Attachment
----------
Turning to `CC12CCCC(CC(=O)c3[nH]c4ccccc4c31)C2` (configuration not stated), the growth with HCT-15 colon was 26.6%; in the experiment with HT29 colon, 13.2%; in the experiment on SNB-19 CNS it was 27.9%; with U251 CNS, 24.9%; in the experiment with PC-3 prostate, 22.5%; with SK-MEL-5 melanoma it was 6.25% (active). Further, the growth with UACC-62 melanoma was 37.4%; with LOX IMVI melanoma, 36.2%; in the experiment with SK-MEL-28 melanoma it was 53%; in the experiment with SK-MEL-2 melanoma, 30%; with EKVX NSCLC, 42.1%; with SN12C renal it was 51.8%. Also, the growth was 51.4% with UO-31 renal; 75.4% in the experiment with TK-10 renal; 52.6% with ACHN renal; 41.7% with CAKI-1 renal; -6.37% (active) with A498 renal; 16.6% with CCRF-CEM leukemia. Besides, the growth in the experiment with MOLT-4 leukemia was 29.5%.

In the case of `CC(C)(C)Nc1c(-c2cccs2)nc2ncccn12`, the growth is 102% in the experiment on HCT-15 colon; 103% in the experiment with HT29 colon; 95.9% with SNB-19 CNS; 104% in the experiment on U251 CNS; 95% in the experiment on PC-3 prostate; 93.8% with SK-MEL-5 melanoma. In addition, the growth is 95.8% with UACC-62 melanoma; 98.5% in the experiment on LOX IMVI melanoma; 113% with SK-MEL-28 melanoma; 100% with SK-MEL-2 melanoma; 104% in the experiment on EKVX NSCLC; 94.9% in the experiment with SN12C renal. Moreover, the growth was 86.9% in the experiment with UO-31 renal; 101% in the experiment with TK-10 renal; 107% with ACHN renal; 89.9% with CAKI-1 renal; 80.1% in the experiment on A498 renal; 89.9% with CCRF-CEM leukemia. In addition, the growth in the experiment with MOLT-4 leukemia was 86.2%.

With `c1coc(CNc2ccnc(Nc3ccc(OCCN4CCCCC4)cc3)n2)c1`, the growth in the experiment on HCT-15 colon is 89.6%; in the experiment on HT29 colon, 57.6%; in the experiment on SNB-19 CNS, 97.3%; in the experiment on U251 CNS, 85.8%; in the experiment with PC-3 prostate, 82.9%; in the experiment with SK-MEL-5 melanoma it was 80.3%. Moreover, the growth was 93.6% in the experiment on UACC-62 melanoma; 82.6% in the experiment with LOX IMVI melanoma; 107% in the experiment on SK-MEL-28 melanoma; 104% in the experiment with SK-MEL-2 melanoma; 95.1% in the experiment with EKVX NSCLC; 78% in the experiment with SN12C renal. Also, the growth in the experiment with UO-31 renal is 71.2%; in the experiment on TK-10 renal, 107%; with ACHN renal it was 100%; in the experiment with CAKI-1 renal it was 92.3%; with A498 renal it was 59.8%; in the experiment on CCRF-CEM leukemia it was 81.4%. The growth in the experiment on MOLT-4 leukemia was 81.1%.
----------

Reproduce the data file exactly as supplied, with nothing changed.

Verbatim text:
Turning to `CC12CCCC(CC(=O)c3[nH]c4ccccc4c31)C2` (configuration not stated), the growth with HCT-15 colon was 26.6%; in the experiment with HT29 colon, 13.2%; in the experiment on SNB-19 CNS it was 27.9%; with U251 CNS, 24.9%; in the experiment with PC-3 prostate, 22.5%; with SK-MEL-5 melanoma it was 6.25% (active). Further, the growth with UACC-62 melanoma was 37.4%; with LOX IMVI melanoma, 36.2%; in the experiment with SK-MEL-28 melanoma it was 53%; in the experiment with SK-MEL-2 melanoma, 30%; with EKVX NSCLC, 42.1%; with SN12C renal it was 51.8%. Also, the growth was 51.4% with UO-31 renal; 75.4% in the experiment with TK-10 renal; 52.6% with ACHN renal; 41.7% with CAKI-1 renal; -6.37% (active) with A498 renal; 16.6% with CCRF-CEM leukemia. Besides, the growth in the experiment with MOLT-4 leukemia was 29.5%.

In the case of `CC(C)(C)Nc1c(-c2cccs2)nc2ncccn12`, the growth is 102% in the experiment on HCT-15 colon; 103% in the experiment with HT29 colon; 95.9% with SNB-19 CNS; 104% in the experiment on U251 CNS; 95% in the experiment on PC-3 prostate; 93.8% with SK-MEL-5 melanoma. In addition, the growth is 95.8% with UACC-62 melanoma; 98.5% in the experiment on LOX IMVI melanoma; 113% with SK-MEL-28 melanoma; 100% with SK-MEL-2 melanoma; 104% in the experiment on EKVX NSCLC; 94.9% in the experiment with SN12C renal. Moreover, the growth was 86.9% in the experiment with UO-31 renal; 101% in the experiment with TK-10 renal; 107% with ACHN renal; 89.9% with CAKI-1 renal; 80.1% in the experiment on A498 renal; 89.9% with CCRF-CEM leukemia. In addition, the growth in the experiment with MOLT-4 leukemia was 86.2%.

With `c1coc(CNc2ccnc(Nc3ccc(OCCN4CCCCC4)cc3)n2)c1`, the growth in the experiment on HCT-15 colon is 89.6%; in the experiment on HT29 colon, 57.6%; in the experiment on SNB-19 CNS, 97.3%; in the experiment on U251 CNS, 85.8%; in the experiment with PC-3 prostate, 82.9%; in the experiment with SK-MEL-5 melanoma it was 80.3%. Moreover, the growth was 93.6% in the experiment on UACC-62 melanoma; 82.6% in the experiment with LOX IMVI melanoma; 107% in the experiment on SK-MEL-28 melanoma; 104% in the experiment with SK-MEL-2 melanoma; 95.1% in the experiment with EKVX NSCLC; 78% in the experiment with SN12C renal. Also, the growth in the experiment with UO-31 renal is 71.2%; in the experiment on TK-10 renal, 107%; with ACHN renal it was 100%; in the experiment with CAKI-1 renal it was 92.3%; with A498 renal it was 59.8%; in the experiment on CCRF-CEM leukemia it was 81.4%. The growth in the experiment on MOLT-4 leukemia was 81.1%.